During the study period, trained staff performed assessments of the students every two months over a 12-month period, in addition to the more detailed interviews that occurred at the start of the study and at 6 and 12 months following enrollment. Comprehensive surveys assessed self-management and medical management of asthma, including symptom management and use of written management plans and controllers; health outcomes, including symptom days and asthma-related school absences; and urgent health-care use, including medical visits and hospitalizations.

Those randomized to participate in the ASMA program underwent an eight-week, intensive program aimed at helping students manage their symptoms through three educational group sessions and individual coaching sessions, held at least one each week for five weeks. Students received coaching about medical visits and how to work with their medical provider to more effectively control their asthma. In addition, the students' medical providers were contacted to inform them of the study, and were given written materials and telephone consultations with pediatric pulmonologists or adolescent medicine specialists about the program's concepts and National Heart, Lung, and Blood Institute (NHLBI) guidelines for treatment of asthma. Providers were encouraged to give students written treatment plans and to prescribe anti-inflammatory medicines for students with persistent asthma. Students without medical providers were given a referral to a primary care provider in their neighborhood, or to a school-based health center, when available.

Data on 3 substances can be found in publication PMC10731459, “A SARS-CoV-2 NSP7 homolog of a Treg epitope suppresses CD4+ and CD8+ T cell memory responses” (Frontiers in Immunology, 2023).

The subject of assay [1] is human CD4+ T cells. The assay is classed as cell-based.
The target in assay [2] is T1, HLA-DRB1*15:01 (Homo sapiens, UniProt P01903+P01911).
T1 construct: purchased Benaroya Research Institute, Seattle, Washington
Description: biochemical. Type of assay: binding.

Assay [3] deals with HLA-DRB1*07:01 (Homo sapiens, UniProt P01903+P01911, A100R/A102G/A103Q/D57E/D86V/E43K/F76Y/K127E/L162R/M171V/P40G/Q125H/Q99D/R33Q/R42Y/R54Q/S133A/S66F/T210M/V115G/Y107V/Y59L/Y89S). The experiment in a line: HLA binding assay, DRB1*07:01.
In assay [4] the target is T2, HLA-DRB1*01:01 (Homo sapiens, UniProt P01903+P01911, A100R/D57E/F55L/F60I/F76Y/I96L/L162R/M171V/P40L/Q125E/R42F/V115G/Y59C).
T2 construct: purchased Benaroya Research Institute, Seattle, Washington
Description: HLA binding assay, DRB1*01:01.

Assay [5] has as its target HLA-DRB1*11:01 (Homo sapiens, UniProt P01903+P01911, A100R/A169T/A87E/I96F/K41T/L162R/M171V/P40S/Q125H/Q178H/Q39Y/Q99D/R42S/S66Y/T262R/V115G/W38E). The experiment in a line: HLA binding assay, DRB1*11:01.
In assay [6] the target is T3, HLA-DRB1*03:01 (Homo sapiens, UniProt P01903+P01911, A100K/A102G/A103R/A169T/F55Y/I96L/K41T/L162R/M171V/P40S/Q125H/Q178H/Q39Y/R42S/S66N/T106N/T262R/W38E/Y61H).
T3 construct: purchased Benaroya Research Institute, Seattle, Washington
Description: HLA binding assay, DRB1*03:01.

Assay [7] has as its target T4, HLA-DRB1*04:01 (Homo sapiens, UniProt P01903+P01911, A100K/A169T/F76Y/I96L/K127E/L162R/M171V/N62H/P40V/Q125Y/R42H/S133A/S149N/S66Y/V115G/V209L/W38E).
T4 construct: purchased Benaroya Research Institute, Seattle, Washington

"Research has shown adolescents are less likely to receive regular medical care compared to younger children, and minority adolescents are less likely to use preventive medicine than white, non-Hispanic youth," Dr. Bruzzese said. "The ASMA program helps teach these children, and inform their caregivers, of the steps they can take to gain control of their symptoms and their treatment program. The cognitive and psychosocial developments of adolescence make this period an ideal time to teach these skills."

The researchers found that, at each follow-up interview, students enrolled in ASMA took significantly more steps to prevent asthma symptoms from occurring and had improved self-confidence in managing their asthma compared to the control group. In addition, at six months, the odds of appropriately using a controller medication were twice as high in the ASMA group, compared to the control group.